Bankrate’s Financial Literacy Guide: Building an emergency fund

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Financial experts recommend that we have a minimum of three months worth of living expenses set aside in case of an emergency. A cash crisis can be as major as losing your job to a more minor, but unexpected event such as a car repair. You don’t want to pull out a credit card to tide you over in an emergency unless you can pay it off in the next billing period. Otherwise, by the time you pay the interest, which grows daily, you can easily end up spending more than double the original cost.’s personal finance expert Dr. Don offers tips for where to stash your cash to earn a better yield, plus how to calculate the size of your savings.

How large should my emergency savings be?

Most experts suggest three to six months’ worth of living expenses for an emergency fund. The idea is that you’ll have enough cash on hand to see you through a fiscal emergency, such as a period of unemployment or a bout of poor health.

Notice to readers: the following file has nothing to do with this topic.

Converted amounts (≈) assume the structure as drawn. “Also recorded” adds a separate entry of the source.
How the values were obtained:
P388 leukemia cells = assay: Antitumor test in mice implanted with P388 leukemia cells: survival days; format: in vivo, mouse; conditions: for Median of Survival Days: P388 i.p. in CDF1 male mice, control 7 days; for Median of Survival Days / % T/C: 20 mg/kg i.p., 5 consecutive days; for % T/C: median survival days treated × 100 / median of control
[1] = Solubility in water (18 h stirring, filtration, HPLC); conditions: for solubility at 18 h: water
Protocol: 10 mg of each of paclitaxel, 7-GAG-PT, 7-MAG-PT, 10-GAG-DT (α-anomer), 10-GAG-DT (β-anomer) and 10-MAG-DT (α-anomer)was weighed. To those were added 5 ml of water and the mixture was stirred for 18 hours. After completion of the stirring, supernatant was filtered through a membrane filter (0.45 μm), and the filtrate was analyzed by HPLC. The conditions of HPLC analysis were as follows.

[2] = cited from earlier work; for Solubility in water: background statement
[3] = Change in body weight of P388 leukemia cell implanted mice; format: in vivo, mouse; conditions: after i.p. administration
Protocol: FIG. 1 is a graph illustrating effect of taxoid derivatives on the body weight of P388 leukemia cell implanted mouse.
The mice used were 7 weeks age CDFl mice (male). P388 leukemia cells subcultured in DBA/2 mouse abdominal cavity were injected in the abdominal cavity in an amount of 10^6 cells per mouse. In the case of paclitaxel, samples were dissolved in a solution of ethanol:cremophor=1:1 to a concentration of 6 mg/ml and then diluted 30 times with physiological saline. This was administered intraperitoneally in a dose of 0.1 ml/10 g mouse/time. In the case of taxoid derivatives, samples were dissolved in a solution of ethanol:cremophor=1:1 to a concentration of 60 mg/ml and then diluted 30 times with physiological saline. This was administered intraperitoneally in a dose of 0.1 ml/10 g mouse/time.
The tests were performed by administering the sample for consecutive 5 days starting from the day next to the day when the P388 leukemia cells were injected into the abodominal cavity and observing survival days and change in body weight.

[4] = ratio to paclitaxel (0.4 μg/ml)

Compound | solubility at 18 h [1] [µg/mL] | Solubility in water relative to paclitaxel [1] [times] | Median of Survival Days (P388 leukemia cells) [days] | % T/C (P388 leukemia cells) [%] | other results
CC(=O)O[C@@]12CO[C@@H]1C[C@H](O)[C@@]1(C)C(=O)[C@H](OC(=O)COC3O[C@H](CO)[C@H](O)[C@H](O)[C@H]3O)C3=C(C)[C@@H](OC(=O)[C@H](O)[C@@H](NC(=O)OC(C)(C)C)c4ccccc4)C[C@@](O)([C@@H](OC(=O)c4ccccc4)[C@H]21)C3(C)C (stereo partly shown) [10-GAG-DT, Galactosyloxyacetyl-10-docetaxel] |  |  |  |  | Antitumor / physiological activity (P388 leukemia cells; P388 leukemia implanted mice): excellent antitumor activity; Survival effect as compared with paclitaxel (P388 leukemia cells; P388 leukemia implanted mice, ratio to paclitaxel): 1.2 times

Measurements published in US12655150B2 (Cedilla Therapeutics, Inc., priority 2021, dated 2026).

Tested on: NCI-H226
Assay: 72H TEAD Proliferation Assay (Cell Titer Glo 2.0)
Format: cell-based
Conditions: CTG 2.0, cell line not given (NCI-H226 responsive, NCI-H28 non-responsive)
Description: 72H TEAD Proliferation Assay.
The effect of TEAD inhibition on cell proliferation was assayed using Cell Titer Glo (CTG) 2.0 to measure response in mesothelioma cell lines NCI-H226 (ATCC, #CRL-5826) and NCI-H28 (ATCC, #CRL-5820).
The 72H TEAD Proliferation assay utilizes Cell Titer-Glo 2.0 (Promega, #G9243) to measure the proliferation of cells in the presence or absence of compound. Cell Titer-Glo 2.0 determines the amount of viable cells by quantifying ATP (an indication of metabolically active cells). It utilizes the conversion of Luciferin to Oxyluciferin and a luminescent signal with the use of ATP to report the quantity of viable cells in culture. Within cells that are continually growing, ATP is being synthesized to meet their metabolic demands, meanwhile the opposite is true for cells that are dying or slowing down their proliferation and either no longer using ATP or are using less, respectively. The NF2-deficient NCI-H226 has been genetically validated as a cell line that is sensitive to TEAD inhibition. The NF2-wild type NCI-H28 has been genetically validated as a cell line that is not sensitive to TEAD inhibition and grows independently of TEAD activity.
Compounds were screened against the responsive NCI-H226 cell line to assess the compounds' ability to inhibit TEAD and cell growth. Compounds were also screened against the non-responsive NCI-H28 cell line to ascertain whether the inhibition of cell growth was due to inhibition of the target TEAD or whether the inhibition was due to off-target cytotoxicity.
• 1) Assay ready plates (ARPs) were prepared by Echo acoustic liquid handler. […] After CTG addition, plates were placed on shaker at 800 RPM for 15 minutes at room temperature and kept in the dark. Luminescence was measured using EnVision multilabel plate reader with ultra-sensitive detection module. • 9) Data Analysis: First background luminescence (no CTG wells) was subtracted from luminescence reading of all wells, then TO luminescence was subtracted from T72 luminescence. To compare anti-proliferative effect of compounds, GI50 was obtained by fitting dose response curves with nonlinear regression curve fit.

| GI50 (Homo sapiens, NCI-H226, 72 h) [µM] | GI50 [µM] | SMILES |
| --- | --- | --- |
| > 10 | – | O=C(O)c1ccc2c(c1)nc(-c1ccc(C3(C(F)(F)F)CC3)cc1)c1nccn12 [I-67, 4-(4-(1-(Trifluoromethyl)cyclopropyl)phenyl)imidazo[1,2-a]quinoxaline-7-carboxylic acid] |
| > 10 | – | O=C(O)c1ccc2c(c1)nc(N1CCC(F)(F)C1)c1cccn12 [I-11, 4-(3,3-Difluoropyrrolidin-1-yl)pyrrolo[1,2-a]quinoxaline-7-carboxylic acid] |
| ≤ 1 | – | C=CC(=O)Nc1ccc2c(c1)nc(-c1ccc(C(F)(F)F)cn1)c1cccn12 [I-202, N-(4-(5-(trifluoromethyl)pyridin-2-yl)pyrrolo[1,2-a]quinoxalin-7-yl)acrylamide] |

Where can I invest my emergency fund for the liquidity of a savings account, but a better interest rate?

There are a couple of approaches to minimize the loss of interest income on the emergency fund. One is to invest it in longer-term securities and accept some risk if you need to cash in. For example, you could invest in a five-year CD and accept the interest penalty if you had to cash in. The example below shows how by comparing interest earnings from the first year:

Five -year CD

Interest rate*
Annual interest
Six-month interest penalty
*Bankrate averages from Jan. 9, 2004

You’re picking up an extra $388.50 a year in interest and risking $231 if you have to cash in early. Unlike investing in bonds, you aren’t facing price risk if interest rates go higher. Non-negotiable FDIC-insured CDs don’t face price risk, just early withdrawal penalties.

Penalties for early withdrawal vary by bank, so make sure you know the early withdrawal penalties for the CD you invest in before you decide on this strategy. This Bankrate feature discusses early withdrawal penalties in greater depth.

Alternately, you could invest in a laddered CD portfolio where you have a CD rolling off every six months.